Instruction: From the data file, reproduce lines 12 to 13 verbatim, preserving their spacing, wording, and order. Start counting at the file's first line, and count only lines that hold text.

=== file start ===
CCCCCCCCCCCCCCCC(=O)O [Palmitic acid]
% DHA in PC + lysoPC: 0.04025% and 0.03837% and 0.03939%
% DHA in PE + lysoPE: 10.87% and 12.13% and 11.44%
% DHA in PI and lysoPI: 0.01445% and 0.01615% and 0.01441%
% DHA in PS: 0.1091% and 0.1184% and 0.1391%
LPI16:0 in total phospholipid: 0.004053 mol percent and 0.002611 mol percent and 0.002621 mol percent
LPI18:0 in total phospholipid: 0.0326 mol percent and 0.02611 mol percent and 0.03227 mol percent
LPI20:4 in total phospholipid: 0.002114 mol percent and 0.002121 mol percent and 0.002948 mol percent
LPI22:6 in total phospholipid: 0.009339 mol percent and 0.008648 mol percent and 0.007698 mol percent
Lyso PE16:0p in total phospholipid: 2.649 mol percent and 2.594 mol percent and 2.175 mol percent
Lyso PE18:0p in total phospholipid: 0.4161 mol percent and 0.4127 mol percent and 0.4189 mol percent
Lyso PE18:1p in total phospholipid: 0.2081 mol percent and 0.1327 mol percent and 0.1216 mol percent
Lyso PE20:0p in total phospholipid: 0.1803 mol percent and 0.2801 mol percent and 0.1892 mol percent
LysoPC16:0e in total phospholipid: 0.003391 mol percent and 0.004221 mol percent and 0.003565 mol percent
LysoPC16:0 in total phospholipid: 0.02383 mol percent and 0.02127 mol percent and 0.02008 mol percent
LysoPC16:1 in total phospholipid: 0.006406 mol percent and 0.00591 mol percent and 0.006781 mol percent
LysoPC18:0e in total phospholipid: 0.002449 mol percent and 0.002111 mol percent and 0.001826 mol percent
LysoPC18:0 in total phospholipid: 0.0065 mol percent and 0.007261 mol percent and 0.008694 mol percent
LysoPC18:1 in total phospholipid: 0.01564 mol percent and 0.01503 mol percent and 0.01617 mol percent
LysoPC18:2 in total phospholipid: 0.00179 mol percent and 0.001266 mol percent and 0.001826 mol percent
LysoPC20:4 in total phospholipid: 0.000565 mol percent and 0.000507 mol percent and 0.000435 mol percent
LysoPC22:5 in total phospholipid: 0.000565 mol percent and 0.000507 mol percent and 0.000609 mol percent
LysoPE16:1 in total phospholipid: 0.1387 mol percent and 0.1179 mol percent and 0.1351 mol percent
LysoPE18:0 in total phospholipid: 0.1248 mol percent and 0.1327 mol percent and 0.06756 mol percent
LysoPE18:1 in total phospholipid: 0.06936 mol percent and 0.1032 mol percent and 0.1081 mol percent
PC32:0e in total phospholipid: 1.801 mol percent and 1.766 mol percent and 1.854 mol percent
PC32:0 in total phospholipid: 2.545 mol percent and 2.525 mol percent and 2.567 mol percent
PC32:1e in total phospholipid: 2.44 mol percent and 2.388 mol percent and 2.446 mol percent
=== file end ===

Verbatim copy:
Lyso PE18:1p in total phospholipid: 0.2081 mol percent and 0.1327 mol percent and 0.1216 mol percent
Lyso PE20:0p in total phospholipid: 0.1803 mol percent and 0.2801 mol percent and 0.1892 mol percent